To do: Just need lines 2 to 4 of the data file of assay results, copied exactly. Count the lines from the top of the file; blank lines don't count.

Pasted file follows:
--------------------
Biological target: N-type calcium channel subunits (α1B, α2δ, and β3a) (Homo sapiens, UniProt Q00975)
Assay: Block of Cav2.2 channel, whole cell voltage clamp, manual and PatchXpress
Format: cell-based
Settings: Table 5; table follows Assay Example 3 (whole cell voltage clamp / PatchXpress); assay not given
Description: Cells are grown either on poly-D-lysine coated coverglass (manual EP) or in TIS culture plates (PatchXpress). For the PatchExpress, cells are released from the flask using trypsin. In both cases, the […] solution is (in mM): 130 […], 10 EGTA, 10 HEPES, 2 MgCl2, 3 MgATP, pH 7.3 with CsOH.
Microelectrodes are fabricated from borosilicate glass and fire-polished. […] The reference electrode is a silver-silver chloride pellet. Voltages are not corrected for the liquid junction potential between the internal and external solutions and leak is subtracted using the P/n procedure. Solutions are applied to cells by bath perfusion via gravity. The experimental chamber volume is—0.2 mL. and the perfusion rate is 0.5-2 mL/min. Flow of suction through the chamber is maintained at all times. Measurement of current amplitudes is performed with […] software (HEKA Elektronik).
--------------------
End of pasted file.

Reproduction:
Assay: Block of Cav2.2 channel, whole cell voltage clamp, manual and PatchXpress
Format: cell-based
Settings: Table 5; table follows Assay Example 3 (whole cell voltage clamp / PatchXpress); assay not given